In what can be termed to as an attempt to reposition Microsoft (News - Alert) higher up in a variety of software solution fields, IT professionals, Exchange administrators and Microsoft employees gathered in a newly revived Microsoft Exchange Conference with the intent of learning more about the upcoming version of the robust Exchange Server, Office 365 and an agglomeration of other topics.
Even though Exchange 2013 was the major theme of the MEC, loads and loads of intriguing information regarding Office 365, Exchange migrations, Outlook 2013, email hosting and much more also shared the much-deserved limelight. During the elite member meeting, some remarkable and interesting quotes traded the floor, emerging from either the presenters or those in attendance.
While responding to an attendee’s question, Perry Clarke, a distinguished engineer at Microsoft, assured the audience that although recent solution releases suggest that Microsoft is moving into the cloud, it will still be involved with on-premise Exchange Servers.
Clarke's response cccame while answering a question raised by an attendee that seemed to suggest that the technology giant was shifting to the cloud and neglecting on-premise software development and support, with Exchange Server 2013’s Web-based Exchange Administration Center, the recent termination of several Forefront products and the obvious push towards PowerShell which works remarkably well in cloud settings being good examples.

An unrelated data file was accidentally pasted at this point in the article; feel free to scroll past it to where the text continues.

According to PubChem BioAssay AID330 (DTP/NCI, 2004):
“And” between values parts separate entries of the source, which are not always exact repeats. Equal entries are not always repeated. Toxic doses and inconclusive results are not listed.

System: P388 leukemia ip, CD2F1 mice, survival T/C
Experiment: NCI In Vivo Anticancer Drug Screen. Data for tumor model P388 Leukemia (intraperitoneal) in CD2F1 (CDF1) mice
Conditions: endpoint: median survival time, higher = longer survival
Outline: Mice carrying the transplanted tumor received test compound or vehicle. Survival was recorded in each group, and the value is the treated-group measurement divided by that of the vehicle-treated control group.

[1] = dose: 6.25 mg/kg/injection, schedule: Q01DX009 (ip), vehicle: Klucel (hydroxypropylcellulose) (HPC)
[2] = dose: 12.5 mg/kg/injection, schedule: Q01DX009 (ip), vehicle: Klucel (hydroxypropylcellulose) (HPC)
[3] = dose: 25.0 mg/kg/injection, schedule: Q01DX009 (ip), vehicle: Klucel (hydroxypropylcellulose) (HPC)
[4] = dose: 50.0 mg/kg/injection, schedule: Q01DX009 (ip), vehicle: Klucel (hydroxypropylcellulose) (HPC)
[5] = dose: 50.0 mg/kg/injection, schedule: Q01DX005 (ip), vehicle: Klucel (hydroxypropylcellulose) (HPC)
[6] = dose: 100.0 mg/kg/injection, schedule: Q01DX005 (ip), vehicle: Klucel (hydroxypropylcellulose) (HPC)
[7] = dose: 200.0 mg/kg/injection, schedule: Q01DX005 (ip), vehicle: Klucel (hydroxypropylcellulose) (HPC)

Companies thinking of Office 365 as an option in future company investment when it comes to email hosting were encouraged to consider the decision both operationally and financially. An attendee emphasized on the extra expenditures incurred while trying to complete the Office 365 migration, either as third party purchases or as direct dealings with Microsoft. The attendee said, "From a pure cost-perspective, it makes no sense for me to go Office 365."
One of the shortest, yet most controversial comments came from Ross Smith IV, the principal program manager for the Exchange team. It read, “Small mailboxes need to die." His tweeted quote came while explaining the 99-percent reduction in IOPs in the upcoming Exchange 2013 when compared to its predecessor Exchange 2003. The bare truth from this fact is that organizations will be in a position to use less costly disks and mailboxes to as large as 100GB.
Another Microsoft move that caused some controversy is the struggle to make the Outlook Web App (OWA) client reflect the exact look and experience of the Outlook experience. Andaker, senior program manager at Microsoft, stated that the company no longer wants users to remember if they are in Outlook or in Outlook Web. He crowned his impressive presentation by presenting some screenshots and demos that not only showed how both interfaces take after each other, but also how much the overall OWA tablet experience would improve.
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